Myeloperoxidase staining to identify granulocytes (G) in cell suspensions before (A) and after (B) tC5a-mediated chemotaxis. A, Positive (brown-black cytoplasmic staining) and negative staining cells were present in cytospin preparations of HK cell suspensions. Negative staining cells included lymphocytes (L) and macrophages (M). B, Only positive staining cells were observed in cytospin preparations of cells collected after migration toward tC5a (1 × 10−8 M). Magnification, ×400.

Close modal

HKL preincubated with 1 × 10−8 M tC5a for 5 h, then washed twice, showed an 80% reduction in chemotactic response toward 2 × 10−8 M tC5a and a 30% reduction toward ZAS-supplemented medium, when compared with sham-treated controls (Fig. 6). Because the C5aR, CD88, is linked to a PTx-sensitive heterotrimeric G protein on mammalian leukocytes, the susceptibility of cultured HKL to PTx was determined. The effect of PTx on tC5a-induced HKL migration was dose dependent, with concentrations equal to or less than 50 ng/ml being ineffective, and concentrations of 100 and 1000 ng/ml resulting in a maximum reduction of ∼30–40%, when compared with the sham-treated controls (Fig. 6). The tC5a desensitization and PTx inhibition studies were conducted simultaneously using the same cell preparations. The limited reduction in migration obtained with PTx-treated trout cells was not due to limitations of the assay or reagents, because the migration of isolated human neutrophils toward mC5a (1 × 10−8 M) was inhibited by 40 and 81%, when neutrophils were treated with 100 and 1000 ng/ml PTx, respectively (data not shown).

In the present study, we have demonstrated, for the first time, the presence of specific receptors for the C5a anaphylatoxin in a teleost species. Using recombinant tC5aF, we identified a leukocyte population among HK and peripheral blood cells that bound tC5aF in nanomolar concentrations. The concentration used for these binding studies (1 × 10−7 M tC5aF) was at saturation for both HKL and PBLk and was ∼10- to 20-fold higher than that commonly reported for mammalian binding studies using C5aF (32, 33). The observed tC5aF binding was considered specific, because mC5aF did not bind to trout leukocytes, and tC5aF binding could be completely inhibited by excess amounts of unlabeled tC5a, but not mC5a. Like other anaphylatoxins, mC5a and tC5a possess six cysteine residues that are responsible for creating the tightly packed core of the molecules. The free-moving C-terminal, with the residues QLGR at positions 74–77 in the mC5a molecule, is important for biological function and appears to be conserved in mammalian C5a molecules. In trout, this sequence has been replaced by the residues VLAR. This difference in the C-terminal sequence, together with the overall low amino acid identity of mC5a and tC5a (26.5%), are likely causes for the lack of cross-reactivity observed between mC5a and tC5aR.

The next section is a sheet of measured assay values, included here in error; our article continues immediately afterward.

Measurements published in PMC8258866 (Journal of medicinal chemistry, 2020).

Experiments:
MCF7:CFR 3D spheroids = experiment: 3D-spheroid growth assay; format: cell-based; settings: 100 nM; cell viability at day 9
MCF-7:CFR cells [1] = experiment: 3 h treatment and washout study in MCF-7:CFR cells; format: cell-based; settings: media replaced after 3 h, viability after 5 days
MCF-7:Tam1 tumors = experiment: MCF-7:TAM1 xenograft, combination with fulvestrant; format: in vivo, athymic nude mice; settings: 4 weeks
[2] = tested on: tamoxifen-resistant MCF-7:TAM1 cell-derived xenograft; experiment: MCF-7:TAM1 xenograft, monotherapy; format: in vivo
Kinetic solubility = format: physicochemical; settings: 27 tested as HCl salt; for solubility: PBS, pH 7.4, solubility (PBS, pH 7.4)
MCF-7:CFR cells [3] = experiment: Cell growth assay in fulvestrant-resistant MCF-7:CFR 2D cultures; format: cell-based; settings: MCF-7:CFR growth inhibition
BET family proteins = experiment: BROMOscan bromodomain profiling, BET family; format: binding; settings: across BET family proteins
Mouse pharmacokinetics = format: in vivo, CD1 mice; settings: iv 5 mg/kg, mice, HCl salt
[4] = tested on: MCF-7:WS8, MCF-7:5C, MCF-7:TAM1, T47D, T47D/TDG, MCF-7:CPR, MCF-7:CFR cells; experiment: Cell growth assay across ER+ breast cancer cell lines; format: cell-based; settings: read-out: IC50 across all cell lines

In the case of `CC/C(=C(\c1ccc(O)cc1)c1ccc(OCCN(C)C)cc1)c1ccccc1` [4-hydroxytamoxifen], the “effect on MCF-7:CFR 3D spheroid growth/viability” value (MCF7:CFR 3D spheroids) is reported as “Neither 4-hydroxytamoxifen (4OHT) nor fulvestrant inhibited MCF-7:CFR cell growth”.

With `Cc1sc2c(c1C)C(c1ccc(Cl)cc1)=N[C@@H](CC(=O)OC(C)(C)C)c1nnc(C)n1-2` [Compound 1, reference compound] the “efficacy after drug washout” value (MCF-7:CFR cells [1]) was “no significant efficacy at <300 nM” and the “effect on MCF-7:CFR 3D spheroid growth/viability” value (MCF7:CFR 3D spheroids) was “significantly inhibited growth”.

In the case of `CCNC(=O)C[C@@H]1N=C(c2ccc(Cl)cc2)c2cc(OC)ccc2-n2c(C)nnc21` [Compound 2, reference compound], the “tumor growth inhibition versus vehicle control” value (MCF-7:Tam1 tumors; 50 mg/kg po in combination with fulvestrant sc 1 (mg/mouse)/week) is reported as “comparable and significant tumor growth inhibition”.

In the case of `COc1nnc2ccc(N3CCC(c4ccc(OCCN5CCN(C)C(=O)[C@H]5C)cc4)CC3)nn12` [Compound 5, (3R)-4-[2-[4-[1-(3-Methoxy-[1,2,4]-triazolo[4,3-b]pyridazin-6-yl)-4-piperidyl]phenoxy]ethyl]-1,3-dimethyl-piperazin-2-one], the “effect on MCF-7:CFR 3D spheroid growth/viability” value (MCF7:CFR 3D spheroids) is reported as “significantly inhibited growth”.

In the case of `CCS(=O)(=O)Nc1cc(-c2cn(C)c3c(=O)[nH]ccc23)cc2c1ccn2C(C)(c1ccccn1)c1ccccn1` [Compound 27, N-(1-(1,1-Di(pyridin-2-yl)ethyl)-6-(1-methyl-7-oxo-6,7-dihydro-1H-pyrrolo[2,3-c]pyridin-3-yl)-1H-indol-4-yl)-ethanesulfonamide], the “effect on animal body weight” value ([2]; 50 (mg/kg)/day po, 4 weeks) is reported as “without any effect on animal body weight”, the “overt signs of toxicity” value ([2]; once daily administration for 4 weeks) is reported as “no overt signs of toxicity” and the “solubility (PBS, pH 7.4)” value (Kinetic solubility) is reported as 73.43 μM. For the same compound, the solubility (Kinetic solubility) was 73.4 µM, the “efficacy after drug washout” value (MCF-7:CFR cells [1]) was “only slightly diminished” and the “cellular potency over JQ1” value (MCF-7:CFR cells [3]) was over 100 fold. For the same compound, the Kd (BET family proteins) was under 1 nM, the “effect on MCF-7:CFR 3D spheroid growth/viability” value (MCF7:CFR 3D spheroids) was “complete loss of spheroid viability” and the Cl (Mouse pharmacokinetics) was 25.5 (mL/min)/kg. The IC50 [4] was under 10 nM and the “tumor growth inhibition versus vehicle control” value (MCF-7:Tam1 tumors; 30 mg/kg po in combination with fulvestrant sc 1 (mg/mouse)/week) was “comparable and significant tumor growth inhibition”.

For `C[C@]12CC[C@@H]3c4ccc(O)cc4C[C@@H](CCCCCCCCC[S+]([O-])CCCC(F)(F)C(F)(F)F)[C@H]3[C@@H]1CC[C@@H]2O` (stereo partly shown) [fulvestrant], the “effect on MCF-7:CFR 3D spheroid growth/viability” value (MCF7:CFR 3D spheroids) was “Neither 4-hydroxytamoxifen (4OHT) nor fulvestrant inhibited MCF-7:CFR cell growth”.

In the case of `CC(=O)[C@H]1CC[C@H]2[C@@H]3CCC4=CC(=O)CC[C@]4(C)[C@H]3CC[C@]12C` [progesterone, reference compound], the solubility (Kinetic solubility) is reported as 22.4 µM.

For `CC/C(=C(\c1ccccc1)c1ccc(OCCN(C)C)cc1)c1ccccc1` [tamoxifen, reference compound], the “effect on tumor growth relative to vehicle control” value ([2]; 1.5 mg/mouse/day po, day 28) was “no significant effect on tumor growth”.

The tC5a-binding PBLk population consisted of two subpopulations: 1) cells with a high level of C5aR expression, and 2) nonreceptor- or low receptor-expressing cells. No evidence was found for a C5aR-negative subpopulation in the gated HKL population. The PBLk in the first category had a ∼2-fold higher level of receptor expression than the tC5a-binding HKL. It is possible that the difference in C5aR expression on PBLk and HKL is due to a difference in maturational stage, because the granulocytes in the circulation are terminally differentiated, whereas those in the HK can be in various stages of differentiation.